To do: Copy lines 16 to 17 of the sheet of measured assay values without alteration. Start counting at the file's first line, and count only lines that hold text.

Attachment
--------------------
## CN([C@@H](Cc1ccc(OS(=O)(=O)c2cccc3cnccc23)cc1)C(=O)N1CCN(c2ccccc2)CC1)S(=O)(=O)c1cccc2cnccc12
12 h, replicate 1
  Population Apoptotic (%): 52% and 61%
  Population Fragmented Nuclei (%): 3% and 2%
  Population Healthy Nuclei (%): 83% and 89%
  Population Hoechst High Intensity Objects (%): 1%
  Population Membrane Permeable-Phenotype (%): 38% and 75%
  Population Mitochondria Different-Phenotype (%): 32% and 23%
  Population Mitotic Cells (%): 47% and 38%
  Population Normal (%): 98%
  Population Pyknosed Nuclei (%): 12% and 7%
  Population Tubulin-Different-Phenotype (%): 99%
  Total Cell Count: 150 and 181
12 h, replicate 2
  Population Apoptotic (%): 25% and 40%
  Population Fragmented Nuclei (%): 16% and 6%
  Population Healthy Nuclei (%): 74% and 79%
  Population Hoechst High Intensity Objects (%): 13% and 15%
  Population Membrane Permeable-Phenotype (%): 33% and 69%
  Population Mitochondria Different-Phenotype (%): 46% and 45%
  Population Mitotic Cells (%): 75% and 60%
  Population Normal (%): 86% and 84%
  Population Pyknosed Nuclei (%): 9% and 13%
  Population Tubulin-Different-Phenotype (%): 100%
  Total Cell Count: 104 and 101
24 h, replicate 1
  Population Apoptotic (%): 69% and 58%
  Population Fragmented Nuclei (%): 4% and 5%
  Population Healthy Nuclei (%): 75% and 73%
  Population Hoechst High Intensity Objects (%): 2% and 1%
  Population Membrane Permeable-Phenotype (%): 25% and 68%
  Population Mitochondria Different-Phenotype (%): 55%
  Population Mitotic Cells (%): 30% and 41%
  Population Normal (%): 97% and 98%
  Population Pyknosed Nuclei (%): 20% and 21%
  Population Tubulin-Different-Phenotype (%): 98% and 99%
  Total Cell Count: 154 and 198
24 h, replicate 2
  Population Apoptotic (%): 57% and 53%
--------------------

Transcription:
  Population Fragmented Nuclei (%): 16% and 6%
  Population Healthy Nuclei (%): 74% and 79%